Something is very wrong. You’re suddenly flushed with intense anxiety and you didn’t see it coming. The anxiety is so strong that it feels like you’re going crazy.

You could just be momentarily freaking out or it could be a panic attack.

Telling the Difference Between a Panic Attack and a Freak Out

If it’s panic, you’re likely to feel a strong need to escape, but not always, as some wake up in the night with a panic attack.

Common symptoms of a panic attack are trembling, rapid heart rate, a sense of impending doom, chest pain, a sense of choking or suffocating, dizziness, nausea, vomiting, hyperventilating and tunnel vision.

Panic attacks are commonly associated with tight spaces, crowded places or gatherings where you perceive judgment or failure can take place.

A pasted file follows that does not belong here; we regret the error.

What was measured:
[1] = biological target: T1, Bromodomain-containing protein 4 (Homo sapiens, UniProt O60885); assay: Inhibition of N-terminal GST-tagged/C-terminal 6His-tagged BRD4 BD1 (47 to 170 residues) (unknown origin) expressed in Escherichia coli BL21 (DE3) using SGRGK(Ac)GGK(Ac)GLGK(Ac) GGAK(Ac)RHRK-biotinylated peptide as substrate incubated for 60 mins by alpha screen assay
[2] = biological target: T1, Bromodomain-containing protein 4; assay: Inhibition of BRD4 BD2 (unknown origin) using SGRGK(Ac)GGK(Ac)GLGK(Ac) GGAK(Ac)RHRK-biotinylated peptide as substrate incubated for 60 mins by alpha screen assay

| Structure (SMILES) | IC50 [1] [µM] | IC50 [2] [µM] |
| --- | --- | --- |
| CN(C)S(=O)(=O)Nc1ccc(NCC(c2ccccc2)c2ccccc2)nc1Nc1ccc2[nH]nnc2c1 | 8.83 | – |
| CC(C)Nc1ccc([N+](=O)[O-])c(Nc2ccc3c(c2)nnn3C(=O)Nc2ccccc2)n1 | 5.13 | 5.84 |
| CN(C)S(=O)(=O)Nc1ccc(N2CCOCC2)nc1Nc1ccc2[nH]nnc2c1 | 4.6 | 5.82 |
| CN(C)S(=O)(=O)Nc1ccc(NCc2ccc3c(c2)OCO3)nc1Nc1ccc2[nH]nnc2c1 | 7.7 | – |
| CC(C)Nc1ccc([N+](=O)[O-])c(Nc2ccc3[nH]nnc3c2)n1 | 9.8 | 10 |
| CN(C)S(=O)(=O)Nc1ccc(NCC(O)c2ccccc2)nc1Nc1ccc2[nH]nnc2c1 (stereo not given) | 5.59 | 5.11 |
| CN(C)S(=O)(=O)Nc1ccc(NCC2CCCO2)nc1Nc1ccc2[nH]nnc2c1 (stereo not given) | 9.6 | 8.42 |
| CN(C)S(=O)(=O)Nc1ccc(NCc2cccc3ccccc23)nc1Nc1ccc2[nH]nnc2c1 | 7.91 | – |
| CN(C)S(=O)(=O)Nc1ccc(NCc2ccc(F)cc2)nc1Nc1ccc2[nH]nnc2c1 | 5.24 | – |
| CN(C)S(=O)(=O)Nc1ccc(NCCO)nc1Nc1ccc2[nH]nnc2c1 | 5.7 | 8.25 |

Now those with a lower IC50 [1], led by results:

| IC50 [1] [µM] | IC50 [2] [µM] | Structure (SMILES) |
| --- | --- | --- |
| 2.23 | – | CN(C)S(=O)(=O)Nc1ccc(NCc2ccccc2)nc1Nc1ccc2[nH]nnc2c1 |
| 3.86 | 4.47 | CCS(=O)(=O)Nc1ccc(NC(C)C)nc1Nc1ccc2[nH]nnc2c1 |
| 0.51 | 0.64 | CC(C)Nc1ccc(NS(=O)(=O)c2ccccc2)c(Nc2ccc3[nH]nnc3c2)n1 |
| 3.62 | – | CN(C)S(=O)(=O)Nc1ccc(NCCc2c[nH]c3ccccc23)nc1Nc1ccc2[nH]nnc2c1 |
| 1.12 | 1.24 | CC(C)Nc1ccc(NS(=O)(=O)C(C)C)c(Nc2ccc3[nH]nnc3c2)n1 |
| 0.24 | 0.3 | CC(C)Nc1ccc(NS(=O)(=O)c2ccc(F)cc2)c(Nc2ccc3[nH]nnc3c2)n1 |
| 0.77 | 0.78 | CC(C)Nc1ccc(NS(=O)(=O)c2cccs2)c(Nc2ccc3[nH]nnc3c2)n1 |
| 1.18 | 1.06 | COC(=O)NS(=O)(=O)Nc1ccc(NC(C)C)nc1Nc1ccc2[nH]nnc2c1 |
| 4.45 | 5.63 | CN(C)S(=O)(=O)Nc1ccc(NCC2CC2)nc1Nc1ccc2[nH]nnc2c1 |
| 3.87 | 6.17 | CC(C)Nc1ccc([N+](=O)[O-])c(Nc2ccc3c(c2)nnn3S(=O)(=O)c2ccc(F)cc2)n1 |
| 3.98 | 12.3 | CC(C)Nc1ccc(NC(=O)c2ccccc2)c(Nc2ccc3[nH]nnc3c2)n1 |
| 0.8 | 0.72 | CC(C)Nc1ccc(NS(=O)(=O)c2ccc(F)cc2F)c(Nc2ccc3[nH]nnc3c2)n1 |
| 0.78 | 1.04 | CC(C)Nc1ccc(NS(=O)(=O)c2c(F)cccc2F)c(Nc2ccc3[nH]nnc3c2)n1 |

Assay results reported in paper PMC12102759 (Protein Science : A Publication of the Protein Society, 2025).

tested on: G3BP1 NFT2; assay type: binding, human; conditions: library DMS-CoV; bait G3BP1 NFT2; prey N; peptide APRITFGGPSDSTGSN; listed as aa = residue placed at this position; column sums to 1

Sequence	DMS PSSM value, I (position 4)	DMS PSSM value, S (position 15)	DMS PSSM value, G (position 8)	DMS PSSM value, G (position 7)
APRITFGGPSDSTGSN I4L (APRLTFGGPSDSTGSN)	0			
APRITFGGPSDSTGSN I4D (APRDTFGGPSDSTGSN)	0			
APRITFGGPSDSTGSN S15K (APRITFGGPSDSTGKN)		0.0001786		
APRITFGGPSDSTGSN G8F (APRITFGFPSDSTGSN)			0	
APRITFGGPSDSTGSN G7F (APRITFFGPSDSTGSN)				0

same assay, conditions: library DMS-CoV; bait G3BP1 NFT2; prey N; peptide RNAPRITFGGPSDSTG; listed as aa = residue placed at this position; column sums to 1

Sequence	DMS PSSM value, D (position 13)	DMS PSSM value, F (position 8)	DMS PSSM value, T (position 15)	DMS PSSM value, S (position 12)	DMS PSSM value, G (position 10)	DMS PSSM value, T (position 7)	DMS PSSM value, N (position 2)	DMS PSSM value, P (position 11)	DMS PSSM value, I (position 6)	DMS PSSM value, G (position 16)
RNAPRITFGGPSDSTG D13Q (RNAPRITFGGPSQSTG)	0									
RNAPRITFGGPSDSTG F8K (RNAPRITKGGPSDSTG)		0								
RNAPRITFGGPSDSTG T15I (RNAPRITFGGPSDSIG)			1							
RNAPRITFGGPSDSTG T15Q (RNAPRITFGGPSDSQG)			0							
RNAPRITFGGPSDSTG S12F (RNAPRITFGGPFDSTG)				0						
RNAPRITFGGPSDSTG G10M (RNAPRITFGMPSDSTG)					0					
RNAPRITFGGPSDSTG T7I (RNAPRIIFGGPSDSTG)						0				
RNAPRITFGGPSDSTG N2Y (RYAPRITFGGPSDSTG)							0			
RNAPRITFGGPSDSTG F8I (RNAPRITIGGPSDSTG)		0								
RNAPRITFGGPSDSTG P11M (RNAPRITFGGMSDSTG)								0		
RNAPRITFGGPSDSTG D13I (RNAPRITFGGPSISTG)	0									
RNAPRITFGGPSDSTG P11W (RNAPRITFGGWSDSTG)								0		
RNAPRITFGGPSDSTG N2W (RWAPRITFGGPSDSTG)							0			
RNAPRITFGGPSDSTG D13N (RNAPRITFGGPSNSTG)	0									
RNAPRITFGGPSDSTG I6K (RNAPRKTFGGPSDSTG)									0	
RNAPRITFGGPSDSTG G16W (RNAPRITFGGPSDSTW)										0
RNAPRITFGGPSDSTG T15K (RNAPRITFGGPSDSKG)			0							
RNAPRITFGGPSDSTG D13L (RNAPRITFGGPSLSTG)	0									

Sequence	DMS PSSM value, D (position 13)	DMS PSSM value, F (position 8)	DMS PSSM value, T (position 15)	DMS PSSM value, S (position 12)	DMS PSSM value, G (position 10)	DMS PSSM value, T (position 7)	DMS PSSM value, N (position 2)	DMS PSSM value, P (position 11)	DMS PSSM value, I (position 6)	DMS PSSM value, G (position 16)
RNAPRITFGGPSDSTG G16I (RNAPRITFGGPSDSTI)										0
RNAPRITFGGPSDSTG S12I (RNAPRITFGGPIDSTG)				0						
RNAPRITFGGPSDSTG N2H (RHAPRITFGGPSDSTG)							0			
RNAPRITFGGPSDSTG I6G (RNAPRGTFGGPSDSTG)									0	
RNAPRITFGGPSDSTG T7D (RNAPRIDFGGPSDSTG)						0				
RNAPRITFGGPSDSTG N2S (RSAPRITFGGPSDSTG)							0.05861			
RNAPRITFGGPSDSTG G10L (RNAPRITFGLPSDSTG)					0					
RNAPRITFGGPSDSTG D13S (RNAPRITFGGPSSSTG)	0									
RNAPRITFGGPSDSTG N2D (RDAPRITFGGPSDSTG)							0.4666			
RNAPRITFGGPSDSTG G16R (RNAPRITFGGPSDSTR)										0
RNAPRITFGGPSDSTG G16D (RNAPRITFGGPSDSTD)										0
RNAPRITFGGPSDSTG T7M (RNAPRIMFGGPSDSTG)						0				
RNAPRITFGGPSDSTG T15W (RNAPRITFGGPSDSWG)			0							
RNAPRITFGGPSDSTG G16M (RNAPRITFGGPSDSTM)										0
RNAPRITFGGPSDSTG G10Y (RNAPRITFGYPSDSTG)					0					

The fear is often irrational, such as the idea that you’ll run out of air on the subway or crash on a plane.

Unfortunately panic attacks tend to repeat and they can come out of nowhere, but the sensations are often familiar (“Huh, I’ve had that feeling before last time I was this anxious.”)

The irrational element present when panicking allows many people to also say to themselves, “I totally know that there’s nothing to fear but I can’t help it.”

Panic attacks are often followed by a depressive experience, even a day later. There’s a strong correlation between panic disorder and depression, especially panic that is accompanied by agoraphobia, which is an anxiety disorder involving the fear of situations in which you might panic, such as a theater or on a bridge. Agoraphobia leads people to avoid these contexts to avoid potential panic attacks. A severe manifestation of agoraphobia is when you avoid leaving home in fear of having panic attacks.

Amanda Chatel, a wonderful writer for Bustle, interviewed me about the distinction between panic disorder and freaking out.




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